If you want to build accountability within your organization, you have to identify the results to be achieved. It is necessary, but not sufficient, to be concerned with behaviors, activities, and actions. To say it another way, the actions, activities and behaviors lead to results.
For example, the training department might do 20 training sessions on a subject. That’s good, but the question is, “Did the training do any good?” If you need sales people to be better at closing sales, it’s necessary to do training, but what you want is not the training sessions, but the increase in sales.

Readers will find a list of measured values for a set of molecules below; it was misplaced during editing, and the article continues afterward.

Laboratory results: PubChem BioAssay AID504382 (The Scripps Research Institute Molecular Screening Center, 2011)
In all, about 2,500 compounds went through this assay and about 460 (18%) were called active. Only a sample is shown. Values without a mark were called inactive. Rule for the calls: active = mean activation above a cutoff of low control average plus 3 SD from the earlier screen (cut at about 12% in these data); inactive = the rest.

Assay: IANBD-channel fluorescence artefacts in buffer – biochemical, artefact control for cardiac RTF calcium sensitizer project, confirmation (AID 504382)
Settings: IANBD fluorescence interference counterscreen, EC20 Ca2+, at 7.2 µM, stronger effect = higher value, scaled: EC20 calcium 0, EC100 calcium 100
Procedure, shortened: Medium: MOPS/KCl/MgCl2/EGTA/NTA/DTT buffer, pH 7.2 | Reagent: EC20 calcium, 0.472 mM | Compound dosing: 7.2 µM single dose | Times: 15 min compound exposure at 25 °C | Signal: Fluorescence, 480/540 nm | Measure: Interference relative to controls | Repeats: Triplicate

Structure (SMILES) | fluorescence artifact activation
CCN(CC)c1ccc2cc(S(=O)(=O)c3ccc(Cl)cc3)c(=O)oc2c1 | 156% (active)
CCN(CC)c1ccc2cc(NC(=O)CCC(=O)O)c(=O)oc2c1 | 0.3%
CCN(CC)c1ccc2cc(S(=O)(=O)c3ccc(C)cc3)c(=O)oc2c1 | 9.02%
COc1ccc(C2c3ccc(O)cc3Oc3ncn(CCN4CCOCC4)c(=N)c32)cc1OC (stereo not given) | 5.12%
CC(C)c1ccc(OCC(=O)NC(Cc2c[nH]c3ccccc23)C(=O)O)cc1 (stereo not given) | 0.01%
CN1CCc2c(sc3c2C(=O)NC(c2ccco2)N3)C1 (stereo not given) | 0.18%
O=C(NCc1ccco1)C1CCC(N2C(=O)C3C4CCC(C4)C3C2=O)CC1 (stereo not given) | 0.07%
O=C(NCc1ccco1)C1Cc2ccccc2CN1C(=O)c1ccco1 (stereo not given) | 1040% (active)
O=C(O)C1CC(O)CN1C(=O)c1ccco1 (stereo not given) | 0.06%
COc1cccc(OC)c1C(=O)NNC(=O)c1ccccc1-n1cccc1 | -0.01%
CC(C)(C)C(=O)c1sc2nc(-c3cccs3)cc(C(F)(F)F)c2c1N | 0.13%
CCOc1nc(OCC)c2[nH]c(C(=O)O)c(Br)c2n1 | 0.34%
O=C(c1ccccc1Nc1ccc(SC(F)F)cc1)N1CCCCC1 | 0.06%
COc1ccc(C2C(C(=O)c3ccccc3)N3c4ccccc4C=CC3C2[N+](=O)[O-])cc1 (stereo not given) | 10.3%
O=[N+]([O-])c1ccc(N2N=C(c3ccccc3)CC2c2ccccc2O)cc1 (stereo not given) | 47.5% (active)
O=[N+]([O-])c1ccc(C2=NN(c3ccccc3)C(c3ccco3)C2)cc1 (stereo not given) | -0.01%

Think of it this way: People are responsible for taking action and behaving in certain ways, but they are accountable for the results of the actions and behaviors.
© Copyright 2016 Bob Legge
Bob Legge provides organizations with the ability to exceed their most ambitious goals. I work with leaders of Fortune 500 companies, small and mid-size companies, nonprofits, education, and government. Together, we drive strategy, lead successful change, develop high performance cultures, improve individual and organizational performance, and produce faster, sustainable growth and value. Contact him at firstname.lastname@example.org